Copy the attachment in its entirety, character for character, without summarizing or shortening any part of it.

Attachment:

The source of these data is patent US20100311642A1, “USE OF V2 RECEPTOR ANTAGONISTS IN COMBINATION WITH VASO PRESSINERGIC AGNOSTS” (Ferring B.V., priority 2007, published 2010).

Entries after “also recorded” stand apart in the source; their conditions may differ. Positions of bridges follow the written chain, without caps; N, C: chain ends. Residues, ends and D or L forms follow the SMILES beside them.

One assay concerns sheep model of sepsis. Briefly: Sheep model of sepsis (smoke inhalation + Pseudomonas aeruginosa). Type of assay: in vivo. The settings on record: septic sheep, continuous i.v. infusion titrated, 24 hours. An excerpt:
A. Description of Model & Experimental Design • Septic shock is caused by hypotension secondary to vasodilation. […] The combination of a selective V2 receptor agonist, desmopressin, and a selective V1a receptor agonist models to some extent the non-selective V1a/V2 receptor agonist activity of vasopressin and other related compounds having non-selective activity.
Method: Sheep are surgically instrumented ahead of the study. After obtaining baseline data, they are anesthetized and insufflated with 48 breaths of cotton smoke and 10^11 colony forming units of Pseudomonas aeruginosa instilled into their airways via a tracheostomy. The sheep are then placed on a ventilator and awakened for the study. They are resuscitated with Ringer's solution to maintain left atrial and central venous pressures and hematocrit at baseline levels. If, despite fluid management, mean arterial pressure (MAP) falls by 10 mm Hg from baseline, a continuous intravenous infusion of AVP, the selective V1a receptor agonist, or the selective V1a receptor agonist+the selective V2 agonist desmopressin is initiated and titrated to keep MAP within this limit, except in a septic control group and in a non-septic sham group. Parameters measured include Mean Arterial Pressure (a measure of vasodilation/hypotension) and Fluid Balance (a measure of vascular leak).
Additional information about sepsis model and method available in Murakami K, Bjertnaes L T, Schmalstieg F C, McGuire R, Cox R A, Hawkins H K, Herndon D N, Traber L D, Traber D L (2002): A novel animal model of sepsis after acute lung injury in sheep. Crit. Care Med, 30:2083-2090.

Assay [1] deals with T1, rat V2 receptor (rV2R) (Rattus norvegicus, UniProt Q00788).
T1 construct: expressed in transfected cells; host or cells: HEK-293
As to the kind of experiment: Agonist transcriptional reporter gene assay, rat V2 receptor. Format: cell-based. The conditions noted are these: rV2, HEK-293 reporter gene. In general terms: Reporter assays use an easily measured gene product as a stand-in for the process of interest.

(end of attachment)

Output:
The source of these data is patent US20100311642A1, “USE OF V2 RECEPTOR ANTAGONISTS IN COMBINATION WITH VASO PRESSINERGIC AGNOSTS” (Ferring B.V., priority 2007, published 2010).

Entries after “also recorded” stand apart in the source; their conditions may differ. Positions of bridges follow the written chain, without caps; N, C: chain ends. Residues, ends and D or L forms follow the SMILES beside them.

One assay concerns sheep model of sepsis. Briefly: Sheep model of sepsis (smoke inhalation + Pseudomonas aeruginosa). Type of assay: in vivo. The settings on record: septic sheep, continuous i.v. infusion titrated, 24 hours. An excerpt:
A. Description of Model & Experimental Design • Septic shock is caused by hypotension secondary to vasodilation. […] The combination of a selective V2 receptor agonist, desmopressin, and a selective V1a receptor agonist models to some extent the non-selective V1a/V2 receptor agonist activity of vasopressin and other related compounds having non-selective activity.
Method: Sheep are surgically instrumented ahead of the study. After obtaining baseline data, they are anesthetized and insufflated with 48 breaths of cotton smoke and 10^11 colony forming units of Pseudomonas aeruginosa instilled into their airways via a tracheostomy. The sheep are then placed on a ventilator and awakened for the study. They are resuscitated with Ringer's solution to maintain left atrial and central venous pressures and hematocrit at baseline levels. If, despite fluid management, mean arterial pressure (MAP) falls by 10 mm Hg from baseline, a continuous intravenous infusion of AVP, the selective V1a receptor agonist, or the selective V1a receptor agonist+the selective V2 agonist desmopressin is initiated and titrated to keep MAP within this limit, except in a septic control group and in a non-septic sham group. Parameters measured include Mean Arterial Pressure (a measure of vasodilation/hypotension) and Fluid Balance (a measure of vascular leak).
Additional information about sepsis model and method available in Murakami K, Bjertnaes L T, Schmalstieg F C, McGuire R, Cox R A, Hawkins H K, Herndon D N, Traber L D, Traber D L (2002): A novel animal model of sepsis after acute lung injury in sheep. Crit. Care Med, 30:2083-2090.

Assay [1] deals with T1, rat V2 receptor (rV2R) (Rattus norvegicus, UniProt Q00788).
T1 construct: expressed in transfected cells; host or cells: HEK-293
As to the kind of experiment: Agonist transcriptional reporter gene assay, rat V2 receptor. Format: cell-based. The conditions noted are these: rV2, HEK-293 reporter gene. In general terms: Reporter assays use an easily measured gene product as a stand-in for the process of interest.